Peace Requires Anarchy

An American Experiment In Anarcho-Capitalism: The Not So Wild, Wild West

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The following is an excerpt from the 1978 essay An American Experiment in Anarcho-Capitalism: The Not So Wild, Wild West by Terry L. Anderson and P. J. Hill.

Perhaps an even more revealing example of anarcho-capitalism at work is found in the dissolution of the Boone County Company. When the eight members of the company fell into rival factions of 3 and 5, dissolution became imminent. Negotiations continued for some time until all the company property (note that none of the private property was divided) was divided between the two groups. When negotiations appeared at an impasse because of the indivisibility of units and differences in quality, prices were assigned to units and the groups resolved the issue by trade. However, a $75 claim of the majority group proved even harder to resolve. The claim resulted from the fact that a passenger who owned two mules and a horse and who had been traveling with the company chose to take his property and go with the minority. The disadvantaged majority demanded compensation. Unable to settle the dispute, arbitration came from a “private court” consisting of “3 disinterested men,” one chosen by each side and a third chosen by the two. Their decision follows.

“[W]e can see no just cause why the mess of 3men should pay anything to the mess of 5 men. It being… a mutual and simultaneous agreement to dissolve the original contract. The fact that Abbott joins in with the 3men does not alter in our opinion the matter of the case—for the dissolution being mutually agreed upon, all the parties stand in the same relation to each other which they did, before any contract was entered into. And Abbott might or not just as he chose unite with either party. If he chose to unite with neither party, then clearly neither could claim of the other. If he united with a foreign party then who could think of claiming anything of such a party.”61

The important point of this example is that when the Boone County Company could not renegotiate its initial contract the members did not resort to force, but chose private arbitration instead. The many companies which crossed the plains “were experiments in democracy and while some proved inadequate to meet all emergencies, the very ease with which the members could dissolve their bonds and form new associations without lawlessness and disorder proves the true democratic spirit among the American frontiersmen rather than the opposite.”62 Competition rather than coercion insured justice.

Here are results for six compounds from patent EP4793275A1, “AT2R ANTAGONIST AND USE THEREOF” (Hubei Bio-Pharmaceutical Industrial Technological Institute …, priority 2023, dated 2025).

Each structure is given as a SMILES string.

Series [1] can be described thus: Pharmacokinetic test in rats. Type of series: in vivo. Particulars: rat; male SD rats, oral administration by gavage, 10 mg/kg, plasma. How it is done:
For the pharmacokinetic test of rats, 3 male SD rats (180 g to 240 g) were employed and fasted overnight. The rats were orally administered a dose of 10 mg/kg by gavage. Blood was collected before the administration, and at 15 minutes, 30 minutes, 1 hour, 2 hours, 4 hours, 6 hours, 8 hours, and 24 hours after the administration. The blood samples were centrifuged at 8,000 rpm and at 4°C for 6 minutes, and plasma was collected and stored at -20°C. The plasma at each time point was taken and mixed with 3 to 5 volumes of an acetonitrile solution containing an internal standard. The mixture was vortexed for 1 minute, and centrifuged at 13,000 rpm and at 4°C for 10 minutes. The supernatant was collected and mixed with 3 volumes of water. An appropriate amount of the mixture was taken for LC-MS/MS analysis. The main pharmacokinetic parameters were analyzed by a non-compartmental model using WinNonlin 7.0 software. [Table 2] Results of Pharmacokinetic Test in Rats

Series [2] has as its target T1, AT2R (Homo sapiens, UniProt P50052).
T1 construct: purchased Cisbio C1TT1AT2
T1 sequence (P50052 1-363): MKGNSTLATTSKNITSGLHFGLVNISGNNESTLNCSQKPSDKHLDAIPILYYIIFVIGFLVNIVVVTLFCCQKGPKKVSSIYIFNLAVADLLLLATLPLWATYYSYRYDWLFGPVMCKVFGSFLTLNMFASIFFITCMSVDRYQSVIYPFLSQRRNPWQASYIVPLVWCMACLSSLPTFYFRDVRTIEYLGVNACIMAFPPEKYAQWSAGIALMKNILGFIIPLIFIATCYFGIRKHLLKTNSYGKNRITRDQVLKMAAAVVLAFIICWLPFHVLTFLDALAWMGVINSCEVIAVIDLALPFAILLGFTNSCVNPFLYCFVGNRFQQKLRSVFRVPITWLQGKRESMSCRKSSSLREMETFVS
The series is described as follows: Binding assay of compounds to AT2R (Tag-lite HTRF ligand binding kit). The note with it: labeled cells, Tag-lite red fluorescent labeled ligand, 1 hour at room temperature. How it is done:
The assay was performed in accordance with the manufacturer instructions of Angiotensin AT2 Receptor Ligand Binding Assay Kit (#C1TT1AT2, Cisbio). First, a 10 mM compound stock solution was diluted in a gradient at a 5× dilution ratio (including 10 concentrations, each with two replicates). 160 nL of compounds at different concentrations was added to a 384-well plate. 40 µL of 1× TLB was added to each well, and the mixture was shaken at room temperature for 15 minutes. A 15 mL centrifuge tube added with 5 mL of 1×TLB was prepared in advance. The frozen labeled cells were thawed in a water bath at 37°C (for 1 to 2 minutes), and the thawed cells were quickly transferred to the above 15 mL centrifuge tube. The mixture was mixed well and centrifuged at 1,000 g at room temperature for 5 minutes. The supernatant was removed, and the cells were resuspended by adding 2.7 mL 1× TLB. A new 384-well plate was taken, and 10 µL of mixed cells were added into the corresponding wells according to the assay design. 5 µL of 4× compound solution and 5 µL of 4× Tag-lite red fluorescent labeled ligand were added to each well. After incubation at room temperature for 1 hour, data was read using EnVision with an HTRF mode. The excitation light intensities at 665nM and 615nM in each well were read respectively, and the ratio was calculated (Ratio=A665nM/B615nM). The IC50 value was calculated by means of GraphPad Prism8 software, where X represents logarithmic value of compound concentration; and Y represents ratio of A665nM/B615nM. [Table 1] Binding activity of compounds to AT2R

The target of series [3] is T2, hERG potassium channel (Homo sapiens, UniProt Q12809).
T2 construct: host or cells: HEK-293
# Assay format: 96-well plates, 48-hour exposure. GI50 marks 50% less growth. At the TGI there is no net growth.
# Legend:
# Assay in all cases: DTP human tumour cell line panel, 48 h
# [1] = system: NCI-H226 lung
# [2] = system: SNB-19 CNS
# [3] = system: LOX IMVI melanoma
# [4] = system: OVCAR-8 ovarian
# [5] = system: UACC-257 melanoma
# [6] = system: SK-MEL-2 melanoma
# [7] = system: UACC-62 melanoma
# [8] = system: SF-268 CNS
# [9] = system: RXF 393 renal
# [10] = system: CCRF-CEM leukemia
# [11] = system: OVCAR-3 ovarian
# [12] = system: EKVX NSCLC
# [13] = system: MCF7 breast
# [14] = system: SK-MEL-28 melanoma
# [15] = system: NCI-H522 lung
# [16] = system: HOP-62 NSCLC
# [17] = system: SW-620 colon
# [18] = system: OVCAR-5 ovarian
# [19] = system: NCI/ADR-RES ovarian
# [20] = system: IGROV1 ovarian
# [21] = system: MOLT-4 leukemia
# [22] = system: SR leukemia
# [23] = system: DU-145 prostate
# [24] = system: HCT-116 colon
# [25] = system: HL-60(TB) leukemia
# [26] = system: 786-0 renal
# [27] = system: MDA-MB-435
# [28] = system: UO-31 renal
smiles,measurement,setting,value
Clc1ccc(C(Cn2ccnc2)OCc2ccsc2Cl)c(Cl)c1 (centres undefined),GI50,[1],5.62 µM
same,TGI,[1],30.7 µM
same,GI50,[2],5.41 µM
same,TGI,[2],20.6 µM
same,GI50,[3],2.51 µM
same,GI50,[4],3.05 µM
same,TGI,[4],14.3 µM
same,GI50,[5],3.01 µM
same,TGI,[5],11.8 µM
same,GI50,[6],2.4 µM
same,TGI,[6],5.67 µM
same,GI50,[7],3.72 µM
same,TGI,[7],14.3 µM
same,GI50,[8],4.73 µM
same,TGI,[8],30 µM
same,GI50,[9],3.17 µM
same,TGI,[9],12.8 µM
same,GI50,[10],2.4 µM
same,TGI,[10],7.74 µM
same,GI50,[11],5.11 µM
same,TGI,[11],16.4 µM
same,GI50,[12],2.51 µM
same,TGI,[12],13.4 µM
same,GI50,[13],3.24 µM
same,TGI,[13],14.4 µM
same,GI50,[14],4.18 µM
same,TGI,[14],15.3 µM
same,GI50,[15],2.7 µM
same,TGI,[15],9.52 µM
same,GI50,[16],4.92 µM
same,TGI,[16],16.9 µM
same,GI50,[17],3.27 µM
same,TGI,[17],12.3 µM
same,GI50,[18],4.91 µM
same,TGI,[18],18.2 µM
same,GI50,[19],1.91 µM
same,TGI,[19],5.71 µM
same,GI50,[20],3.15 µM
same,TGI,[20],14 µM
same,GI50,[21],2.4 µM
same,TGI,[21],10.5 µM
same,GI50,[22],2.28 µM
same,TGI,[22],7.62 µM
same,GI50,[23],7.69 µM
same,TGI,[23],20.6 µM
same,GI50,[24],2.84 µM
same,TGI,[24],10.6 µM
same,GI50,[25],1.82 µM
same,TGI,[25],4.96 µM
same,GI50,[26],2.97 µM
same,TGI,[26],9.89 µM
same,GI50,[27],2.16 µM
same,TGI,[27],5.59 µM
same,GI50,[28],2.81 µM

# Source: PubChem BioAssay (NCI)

While the above evidence suggests that the wagon trains were guided by anarcho-capitalism, it should be noted that their unique characteristics may have contributed to the efficacy of the system. First, the demand for public goods was probably not as great as found in more permanent communities. If nothing else, the transient nature of these moving communities meant that schools, roads, and other goods which are publicly provided in our society were not needed, hence there was no demand for a government to form for this purpose. Secondly, the short term nature of the organization meant that there was not a very long time for groups to organize to use coercion. These were “governments” of necessity rather than ambition. Nonetheless, the wagon trains on the overland trails did provide protection and justice without a monopoly on coercion, did allow competition to produce rules, and did not result in the lawless, disorder generally associated with anarchy.

The entire essay is 19 pages. It provides historical examples of private law and private dispute resolution, among other things, in the American West from 1830 to 1900. It concludes:

“1) The West, although often dependent upon market peace keeping agencies, was, for the most part, orderly.”

“2) Different standards of justice did prevail and various preferences for rules were expressed through the market place.”

“3) Competition in defending and adjudicating rights does have beneficial effects.”

I found the essay thought-provoking and educational. I recommend it in its entirety to anyone interested in the possible workings of a free society.

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Author: PeaceRequiresAnarchy

“A consistent peace activist must be an anarchist.” – Roderick T. Long

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